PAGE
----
Take a look at our upcoming webinars from GlobalCompliancePanel, which will put you on the road to learning about any area that is of importance to your profession. You can plan your learning from GlobalCompliancePanel by looking at our seminars in the next few weeks at locations of convenience to you. You can choose from a whole range of topics. See which among these trainings suit you: Design of Experiments (DOE) for Process Development and Validation, Writing and implementing effective SOP’s, new FSMA rules, risk management and device regulations, data integrity, combination products, and what have you!

Contact us today!
NetZealous LLC DBA GlobalCompliancePanel
john.robinson@globalcompliancepanel.com
Toll free: +1-800-447-9407
FAX : 302 288 6884
Website: http://bit.ly/Courses-June-to-July-2017

Technical training in the life sciences

It is accepted that Training and Development is a highly developed area that bring its own body of knowledge. It uses a wide variety of techniques and approaches that are designed to meet the unique and complex challenges associated with training. Training and development is a great tool for helping a professional or a lay person alike understand the tenets of their profession.

In the absence of the right professional training and development, many employees place themselves at a disadvantage vis-à-vis their colleagues. They need to keep upgrading their knowledge and skills and keep closing the gaps, so that they do not get left out in their career. Training and development also helps employees understand how they need to meet the regulatory requirements the organization is required to comply with.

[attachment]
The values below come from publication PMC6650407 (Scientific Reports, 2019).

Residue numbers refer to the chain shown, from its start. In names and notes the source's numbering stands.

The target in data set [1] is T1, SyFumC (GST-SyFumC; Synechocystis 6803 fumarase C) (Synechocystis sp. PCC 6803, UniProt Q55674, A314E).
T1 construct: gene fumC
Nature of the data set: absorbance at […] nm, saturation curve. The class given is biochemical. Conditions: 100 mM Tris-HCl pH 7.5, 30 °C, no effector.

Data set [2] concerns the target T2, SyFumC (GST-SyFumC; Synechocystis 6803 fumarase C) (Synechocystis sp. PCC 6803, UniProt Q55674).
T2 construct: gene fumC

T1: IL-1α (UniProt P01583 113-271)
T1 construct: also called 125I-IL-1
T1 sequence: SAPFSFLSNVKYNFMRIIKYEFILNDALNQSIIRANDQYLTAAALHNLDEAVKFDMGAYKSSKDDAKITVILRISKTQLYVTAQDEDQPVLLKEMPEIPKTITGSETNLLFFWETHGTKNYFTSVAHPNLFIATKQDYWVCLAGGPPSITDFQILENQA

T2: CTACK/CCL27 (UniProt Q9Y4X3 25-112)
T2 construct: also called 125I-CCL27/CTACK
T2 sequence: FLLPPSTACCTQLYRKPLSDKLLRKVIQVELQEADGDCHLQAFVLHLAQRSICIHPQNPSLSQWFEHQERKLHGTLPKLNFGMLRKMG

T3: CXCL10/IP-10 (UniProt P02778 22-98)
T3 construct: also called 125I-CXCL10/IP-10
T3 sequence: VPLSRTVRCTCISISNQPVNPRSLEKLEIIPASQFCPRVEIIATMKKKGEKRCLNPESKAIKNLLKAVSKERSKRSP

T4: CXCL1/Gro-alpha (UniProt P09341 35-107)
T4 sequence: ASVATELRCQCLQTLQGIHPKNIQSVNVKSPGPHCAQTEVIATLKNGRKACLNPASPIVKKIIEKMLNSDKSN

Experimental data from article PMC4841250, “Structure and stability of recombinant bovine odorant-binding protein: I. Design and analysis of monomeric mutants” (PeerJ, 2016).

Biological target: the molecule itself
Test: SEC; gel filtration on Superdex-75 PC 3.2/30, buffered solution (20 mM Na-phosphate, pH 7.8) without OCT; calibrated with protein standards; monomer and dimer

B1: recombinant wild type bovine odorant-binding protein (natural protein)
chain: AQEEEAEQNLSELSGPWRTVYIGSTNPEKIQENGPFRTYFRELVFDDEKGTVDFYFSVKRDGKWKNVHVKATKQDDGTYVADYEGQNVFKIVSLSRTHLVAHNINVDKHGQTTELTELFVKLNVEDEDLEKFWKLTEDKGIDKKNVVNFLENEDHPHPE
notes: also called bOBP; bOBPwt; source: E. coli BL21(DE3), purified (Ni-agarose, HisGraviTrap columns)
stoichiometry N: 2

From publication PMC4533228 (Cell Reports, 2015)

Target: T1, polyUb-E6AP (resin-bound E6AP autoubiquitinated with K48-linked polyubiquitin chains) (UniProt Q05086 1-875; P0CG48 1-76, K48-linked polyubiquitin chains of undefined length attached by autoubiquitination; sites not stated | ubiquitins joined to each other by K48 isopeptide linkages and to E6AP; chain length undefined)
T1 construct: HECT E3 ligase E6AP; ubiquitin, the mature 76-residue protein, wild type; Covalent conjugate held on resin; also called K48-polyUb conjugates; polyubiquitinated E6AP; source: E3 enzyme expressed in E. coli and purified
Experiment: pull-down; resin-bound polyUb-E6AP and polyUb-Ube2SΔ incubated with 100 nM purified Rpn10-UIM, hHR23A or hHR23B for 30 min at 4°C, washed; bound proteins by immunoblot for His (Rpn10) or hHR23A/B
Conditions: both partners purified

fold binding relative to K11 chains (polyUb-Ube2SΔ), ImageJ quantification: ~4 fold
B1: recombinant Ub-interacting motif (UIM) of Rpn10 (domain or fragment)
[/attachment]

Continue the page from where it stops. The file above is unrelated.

Difficulties associated with training and development in the life sciences

While this is accepted, a great deal of attention is yet to be paid to the need for technical training in the area of life sciences. Applying technical Training & Development skills to the field of life sciences is very crucial, as it helps professionals in that important area take a fresh perspective of the regulations in the areas of life sciences and benefit from them.

Technical training in the life sciences applications is fraught with a few problems. This is because two important factors come into play: The activities involved in the life sciences, such as formulating Standard Operating Procedures (SOPs), work instructions, the ways of carrying out tests and clinical trials, and the exact science behind the topics in this subject are all very complex. Secondly, regulations are equally difficult to understand and implement. This however, is no excuse to skip their implementation, something that is unthinkable for this industry.

A thorough learning session on technical training for the life sciences

It is to help professionals in the life sciences become more familiar with training and development, and to ease the complexity of their training needs that GlobalCompliancePanel, a leading provider of professional trainings for all the areas of regulatory compliance, will be organizing a two-day seminar.

Charles H. Paul, who is the President of C. H. Paul Consulting, Inc., a regulatory, manufacturing, training, and technical documentation consulting firm that is celebrating its twentieth year of existence in 2017, will be the Director. To understand the importance of technical trainings for the life sciences and to get to know how to implement legally compliant life sciences training programs for your organization, please enroll for this seminar by visiting http://www.globalcompliancepanel.com/control/globalseminars/~product_id=900920SEMINAR?wordpress-SEO. This course has been pre-approved by RAPS as eligible for up to 12 credits towards a participant’s RAC recertification upon full completion.

Arousing the interest in training for the life sciences